Chaos World is a 1991 NES game that was published by Natsume. It’s a very ambitious game, but for my taste, it falls flat. I think the main problem with the game is that it’s attempting a number of ambitious features, but they’re implemented in a way that is awkward. One thing I find amusing is that it has features that were commonly cited as a good thing in NES / SNES era RPGs. However, due to how they’re done, they’re really not that interesting.
Plot wise, the game has several countries, and a bubbling holy war with a cultish evil religion. Your hero or heroine begins on a basic quest to heal a princess, and then the story spirals outward from there. You can also do jobs which are plot related in various ways. These can include things like exploring the dangerous magical forest, or helping rebuild a damaged town. There’s a “relationship” meter for each country which gauges how much a country likes you. Your party isn’t magically trailing along with you. Instead, you can go to a guild house, and call them up. It will take them a few days to travel to your guild house,, and then you can add them to your party.
The battle system is very unusual for a NES game. It’s basically automated. You pick a AI type, hit fight, and then your party fights according to the plan. Status curing and healing items are used as needed and priests will heal when your health is at a certain level. Unfortunately, the random encounters appear frequently, and take what feels like longer than they need to. Since you don’t have much to do, you get stuck watching your mage do unimpressive spells, your fighters attack, and so on. While you can change up your party, mostly you can complete the game with a knight, a thief, a priest, and a mage. Job classes matter for jobs you take in the guild (which amounts to guessing who’s right to send in, and then waiting to get the report back on the job.) Occasionally, a job might require a specific person. Other than that, your characters don’t do that much, save for the occasional clue when you sleep in an inn.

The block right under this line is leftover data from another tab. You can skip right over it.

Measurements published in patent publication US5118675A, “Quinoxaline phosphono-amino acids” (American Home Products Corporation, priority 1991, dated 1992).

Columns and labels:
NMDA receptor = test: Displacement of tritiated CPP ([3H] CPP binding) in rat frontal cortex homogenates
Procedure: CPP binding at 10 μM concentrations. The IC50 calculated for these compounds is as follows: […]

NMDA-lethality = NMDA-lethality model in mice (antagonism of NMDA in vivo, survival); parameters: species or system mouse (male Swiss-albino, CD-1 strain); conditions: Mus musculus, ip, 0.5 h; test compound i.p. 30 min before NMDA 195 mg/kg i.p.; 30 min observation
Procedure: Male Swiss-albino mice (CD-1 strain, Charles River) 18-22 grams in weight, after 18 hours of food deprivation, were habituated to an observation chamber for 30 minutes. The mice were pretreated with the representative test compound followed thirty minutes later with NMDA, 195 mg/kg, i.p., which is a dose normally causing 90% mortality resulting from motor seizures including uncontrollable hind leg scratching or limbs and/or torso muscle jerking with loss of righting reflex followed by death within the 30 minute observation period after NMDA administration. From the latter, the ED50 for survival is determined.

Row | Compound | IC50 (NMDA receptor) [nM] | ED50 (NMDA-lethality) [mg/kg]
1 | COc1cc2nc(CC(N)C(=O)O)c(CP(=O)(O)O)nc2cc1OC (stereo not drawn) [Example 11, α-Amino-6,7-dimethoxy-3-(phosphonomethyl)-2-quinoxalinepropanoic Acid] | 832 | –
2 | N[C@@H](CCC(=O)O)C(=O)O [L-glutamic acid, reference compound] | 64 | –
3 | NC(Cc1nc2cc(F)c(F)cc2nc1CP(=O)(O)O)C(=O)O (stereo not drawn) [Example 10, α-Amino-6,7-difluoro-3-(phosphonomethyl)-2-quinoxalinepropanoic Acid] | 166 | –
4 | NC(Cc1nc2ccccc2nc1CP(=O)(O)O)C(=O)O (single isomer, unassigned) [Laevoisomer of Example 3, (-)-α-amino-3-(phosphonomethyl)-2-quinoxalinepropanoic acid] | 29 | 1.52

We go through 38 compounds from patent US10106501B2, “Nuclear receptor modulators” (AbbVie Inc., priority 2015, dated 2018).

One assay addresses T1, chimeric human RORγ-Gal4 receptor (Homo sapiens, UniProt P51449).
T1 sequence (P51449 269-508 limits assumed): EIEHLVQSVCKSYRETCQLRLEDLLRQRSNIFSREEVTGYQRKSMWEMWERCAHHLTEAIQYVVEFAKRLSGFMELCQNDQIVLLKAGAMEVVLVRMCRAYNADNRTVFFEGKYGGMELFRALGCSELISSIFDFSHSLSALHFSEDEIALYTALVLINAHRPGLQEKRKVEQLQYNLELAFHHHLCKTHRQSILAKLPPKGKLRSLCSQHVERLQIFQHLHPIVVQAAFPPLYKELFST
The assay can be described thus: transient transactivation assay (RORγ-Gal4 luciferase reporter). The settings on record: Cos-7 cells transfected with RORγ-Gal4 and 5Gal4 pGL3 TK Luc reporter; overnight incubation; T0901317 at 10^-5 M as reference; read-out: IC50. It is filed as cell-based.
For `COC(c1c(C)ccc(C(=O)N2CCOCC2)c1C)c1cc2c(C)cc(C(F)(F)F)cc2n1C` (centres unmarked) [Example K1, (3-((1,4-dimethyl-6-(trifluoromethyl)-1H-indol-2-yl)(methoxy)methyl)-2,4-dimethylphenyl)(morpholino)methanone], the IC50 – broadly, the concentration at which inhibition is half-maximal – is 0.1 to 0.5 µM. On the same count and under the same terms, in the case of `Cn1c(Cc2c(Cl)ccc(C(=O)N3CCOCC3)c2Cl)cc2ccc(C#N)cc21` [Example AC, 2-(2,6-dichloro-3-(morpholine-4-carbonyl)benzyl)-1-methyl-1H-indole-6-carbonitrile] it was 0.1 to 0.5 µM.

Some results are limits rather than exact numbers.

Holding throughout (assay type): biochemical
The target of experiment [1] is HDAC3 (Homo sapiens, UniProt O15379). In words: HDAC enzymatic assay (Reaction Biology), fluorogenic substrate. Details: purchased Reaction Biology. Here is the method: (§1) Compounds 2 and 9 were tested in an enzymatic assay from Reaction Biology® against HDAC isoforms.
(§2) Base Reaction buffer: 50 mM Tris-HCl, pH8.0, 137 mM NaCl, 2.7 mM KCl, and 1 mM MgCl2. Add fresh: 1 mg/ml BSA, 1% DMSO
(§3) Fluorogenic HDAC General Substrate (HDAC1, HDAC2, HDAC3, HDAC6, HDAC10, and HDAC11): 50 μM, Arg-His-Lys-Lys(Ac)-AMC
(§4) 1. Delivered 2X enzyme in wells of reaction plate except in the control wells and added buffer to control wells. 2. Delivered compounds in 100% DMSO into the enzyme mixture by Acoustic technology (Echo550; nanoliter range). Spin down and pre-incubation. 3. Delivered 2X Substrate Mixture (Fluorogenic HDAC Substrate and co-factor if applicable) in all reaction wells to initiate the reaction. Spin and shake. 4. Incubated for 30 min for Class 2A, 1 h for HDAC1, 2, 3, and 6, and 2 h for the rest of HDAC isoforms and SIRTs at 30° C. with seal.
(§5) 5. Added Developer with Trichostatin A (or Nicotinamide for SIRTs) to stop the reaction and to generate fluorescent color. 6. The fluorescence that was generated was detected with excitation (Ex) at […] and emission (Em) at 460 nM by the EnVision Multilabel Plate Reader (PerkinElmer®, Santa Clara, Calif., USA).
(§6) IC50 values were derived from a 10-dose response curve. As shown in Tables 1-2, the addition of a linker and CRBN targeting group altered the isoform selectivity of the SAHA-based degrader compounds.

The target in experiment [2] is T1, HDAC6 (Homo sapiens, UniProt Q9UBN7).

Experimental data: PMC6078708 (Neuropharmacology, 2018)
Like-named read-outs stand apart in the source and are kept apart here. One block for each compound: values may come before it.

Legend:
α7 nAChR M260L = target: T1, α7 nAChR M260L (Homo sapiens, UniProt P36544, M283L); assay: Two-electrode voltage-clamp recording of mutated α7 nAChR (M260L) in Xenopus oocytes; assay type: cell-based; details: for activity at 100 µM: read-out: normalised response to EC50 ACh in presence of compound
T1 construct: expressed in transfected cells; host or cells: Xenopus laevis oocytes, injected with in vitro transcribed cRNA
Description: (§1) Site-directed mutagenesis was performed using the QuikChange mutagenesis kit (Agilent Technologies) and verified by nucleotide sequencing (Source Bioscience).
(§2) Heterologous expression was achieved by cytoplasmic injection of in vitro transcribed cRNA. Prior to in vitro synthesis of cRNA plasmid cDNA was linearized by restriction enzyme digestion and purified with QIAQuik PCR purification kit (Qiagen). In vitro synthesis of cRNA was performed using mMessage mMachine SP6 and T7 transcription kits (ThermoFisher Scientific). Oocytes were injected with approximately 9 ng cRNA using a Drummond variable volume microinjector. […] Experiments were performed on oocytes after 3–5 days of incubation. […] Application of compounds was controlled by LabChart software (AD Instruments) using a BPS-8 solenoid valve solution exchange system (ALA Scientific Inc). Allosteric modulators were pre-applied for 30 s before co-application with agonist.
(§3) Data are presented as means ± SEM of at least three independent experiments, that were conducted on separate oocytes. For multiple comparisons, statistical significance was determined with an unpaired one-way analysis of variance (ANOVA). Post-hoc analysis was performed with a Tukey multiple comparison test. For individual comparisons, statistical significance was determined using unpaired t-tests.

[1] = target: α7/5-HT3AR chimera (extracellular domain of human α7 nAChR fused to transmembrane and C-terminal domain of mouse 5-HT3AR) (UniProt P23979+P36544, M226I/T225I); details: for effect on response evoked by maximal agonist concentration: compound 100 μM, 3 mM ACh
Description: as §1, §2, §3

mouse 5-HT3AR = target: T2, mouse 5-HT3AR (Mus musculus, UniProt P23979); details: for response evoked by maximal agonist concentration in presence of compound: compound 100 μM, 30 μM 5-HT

Towns are varied, and have day night cycles. There’s crabby text if you don’t buy something from a shop. There’s equipment that’s limited to various classes. Unfortunately, the game’s missing a way to tell who can wear what within the game. You also can’t check what you’re wearing versus what the shop has while in the shop menu. These little refinements would probably make the shopping experience a lot more fun.
Ignoring the encounter rate, dungeons aren’t that bad. However, at a certain point, you start to get mazey dungeons that have paths that double back on themselves, and that can get very annoying. Since status effects are common, you can end up struggling to get your priest prepared to cure you, or keeping the curative herbs in your inventory. Due to the AI, you don’t get to pick when they’re used.
A good example of fustration is where I stopped playing the game. I apparently didn’t buy enough pegasus wings before heading back to the main castle. These wings function as a town warp item – similar to the chimera wings in Dragon Quest. You can buy a fly spell that replaces it, but apparently I did not have the money, or didn’t realize I needed it. So, to get to the first town that sells the wings, I need to head west, and then north past a small town. Then I need to head through a cave and north past a dangerous forest. Then I need to head past a desert town, and south through a checkpoint into another country. Then I need to head past a town full of cultists to a port town (through another cave,) to get to where my ship is, and the pegasus wings are sold. To actually advance the plot, I need to check out the town near the castle (people are monsters,) cultist town (to find out that I can’t buy medicine there,) and the port town (to get a medallion so I can pretend to be a cultist.) At that point, you can sail back to the cultist town to talk about how to get the medicine.
Graphically, the game is attractive. Musically, it’s quite nice. The guild system is ambitious. It just feels like this game could’ve been an amazing SNES rpg (with more menu space and more memory,) instead of a flawed NES rpg. Back in the day, I’d probably find the game to be amazing.